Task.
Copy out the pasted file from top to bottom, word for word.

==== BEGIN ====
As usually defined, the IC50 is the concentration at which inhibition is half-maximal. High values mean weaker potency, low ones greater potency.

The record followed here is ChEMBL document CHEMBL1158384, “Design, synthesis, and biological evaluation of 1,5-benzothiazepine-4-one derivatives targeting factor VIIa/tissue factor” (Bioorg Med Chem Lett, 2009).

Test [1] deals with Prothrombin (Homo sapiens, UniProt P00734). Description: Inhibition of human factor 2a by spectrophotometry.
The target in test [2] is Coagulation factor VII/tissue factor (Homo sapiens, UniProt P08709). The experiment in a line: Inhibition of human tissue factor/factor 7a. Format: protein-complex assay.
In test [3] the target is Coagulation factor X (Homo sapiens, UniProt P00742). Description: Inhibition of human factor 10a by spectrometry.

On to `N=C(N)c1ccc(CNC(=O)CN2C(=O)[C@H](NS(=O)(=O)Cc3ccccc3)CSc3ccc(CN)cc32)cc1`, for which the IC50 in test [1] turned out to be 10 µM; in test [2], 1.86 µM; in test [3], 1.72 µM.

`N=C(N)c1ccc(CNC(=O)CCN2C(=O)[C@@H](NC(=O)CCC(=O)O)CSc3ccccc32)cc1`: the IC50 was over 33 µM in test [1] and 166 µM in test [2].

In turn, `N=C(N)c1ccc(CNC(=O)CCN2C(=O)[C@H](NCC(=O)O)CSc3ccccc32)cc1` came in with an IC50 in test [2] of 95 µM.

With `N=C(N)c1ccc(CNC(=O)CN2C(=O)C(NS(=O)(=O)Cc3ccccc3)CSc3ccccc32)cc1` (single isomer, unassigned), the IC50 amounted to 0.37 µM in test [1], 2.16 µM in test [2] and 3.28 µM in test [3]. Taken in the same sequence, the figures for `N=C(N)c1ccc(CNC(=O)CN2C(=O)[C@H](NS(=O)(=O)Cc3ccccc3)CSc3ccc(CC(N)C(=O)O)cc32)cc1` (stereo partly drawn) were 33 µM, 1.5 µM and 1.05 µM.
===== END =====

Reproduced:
As usually defined, the IC50 is the concentration at which inhibition is half-maximal. High values mean weaker potency, low ones greater potency.

The record followed here is ChEMBL document CHEMBL1158384, “Design, synthesis, and biological evaluation of 1,5-benzothiazepine-4-one derivatives targeting factor VIIa/tissue factor” (Bioorg Med Chem Lett, 2009).

Test [1] deals with Prothrombin (Homo sapiens, UniProt P00734). Description: Inhibition of human factor 2a by spectrophotometry.
The target in test [2] is Coagulation factor VII/tissue factor (Homo sapiens, UniProt P08709). The experiment in a line: Inhibition of human tissue factor/factor 7a. Format: protein-complex assay.
In test [3] the target is Coagulation factor X (Homo sapiens, UniProt P00742). Description: Inhibition of human factor 10a by spectrometry.

On to `N=C(N)c1ccc(CNC(=O)CN2C(=O)[C@H](NS(=O)(=O)Cc3ccccc3)CSc3ccc(CN)cc32)cc1`, for which the IC50 in test [1] turned out to be 10 µM; in test [2], 1.86 µM; in test [3], 1.72 µM.

`N=C(N)c1ccc(CNC(=O)CCN2C(=O)[C@@H](NC(=O)CCC(=O)O)CSc3ccccc32)cc1`: the IC50 was over 33 µM in test [1] and 166 µM in test [2].

In turn, `N=C(N)c1ccc(CNC(=O)CCN2C(=O)[C@H](NCC(=O)O)CSc3ccccc32)cc1` came in with an IC50 in test [2] of 95 µM.

With `N=C(N)c1ccc(CNC(=O)CN2C(=O)C(NS(=O)(=O)Cc3ccccc3)CSc3ccccc32)cc1` (single isomer, unassigned), the IC50 amounted to 0.37 µM in test [1], 2.16 µM in test [2] and 3.28 µM in test [3]. Taken in the same sequence, the figures for `N=C(N)c1ccc(CNC(=O)CN2C(=O)[C@H](NS(=O)(=O)Cc3ccccc3)CSc3ccc(CC(N)C(=O)O)cc32)cc1` (stereo partly drawn) were 33 µM, 1.5 µM and 1.05 µM.